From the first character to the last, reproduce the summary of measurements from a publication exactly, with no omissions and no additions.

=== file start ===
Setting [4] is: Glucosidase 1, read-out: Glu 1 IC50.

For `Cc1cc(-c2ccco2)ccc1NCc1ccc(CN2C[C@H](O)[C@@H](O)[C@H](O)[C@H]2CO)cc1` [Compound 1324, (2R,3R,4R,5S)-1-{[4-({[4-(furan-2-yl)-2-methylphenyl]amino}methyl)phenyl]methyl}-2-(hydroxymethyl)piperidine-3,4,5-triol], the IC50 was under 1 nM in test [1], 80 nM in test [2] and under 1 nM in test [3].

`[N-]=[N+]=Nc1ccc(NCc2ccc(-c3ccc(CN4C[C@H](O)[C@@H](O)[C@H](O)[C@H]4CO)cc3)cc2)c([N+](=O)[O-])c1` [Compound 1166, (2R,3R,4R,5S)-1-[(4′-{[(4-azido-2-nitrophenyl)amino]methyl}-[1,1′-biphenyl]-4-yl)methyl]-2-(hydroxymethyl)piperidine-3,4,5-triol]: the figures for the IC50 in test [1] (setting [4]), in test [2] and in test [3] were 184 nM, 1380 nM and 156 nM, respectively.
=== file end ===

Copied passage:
Setting [4] is: Glucosidase 1, read-out: Glu 1 IC50.

For `Cc1cc(-c2ccco2)ccc1NCc1ccc(CN2C[C@H](O)[C@@H](O)[C@H](O)[C@H]2CO)cc1` [Compound 1324, (2R,3R,4R,5S)-1-{[4-({[4-(furan-2-yl)-2-methylphenyl]amino}methyl)phenyl]methyl}-2-(hydroxymethyl)piperidine-3,4,5-triol], the IC50 was under 1 nM in test [1], 80 nM in test [2] and under 1 nM in test [3].

`[N-]=[N+]=Nc1ccc(NCc2ccc(-c3ccc(CN4C[C@H](O)[C@@H](O)[C@H](O)[C@H]4CO)cc3)cc2)c([N+](=O)[O-])c1` [Compound 1166, (2R,3R,4R,5S)-1-[(4′-{[(4-azido-2-nitrophenyl)amino]methyl}-[1,1′-biphenyl]-4-yl)methyl]-2-(hydroxymethyl)piperidine-3,4,5-triol]: the figures for the IC50 in test [1] (setting [4]), in test [2] and in test [3] were 184 nM, 1380 nM and 156 nM, respectively.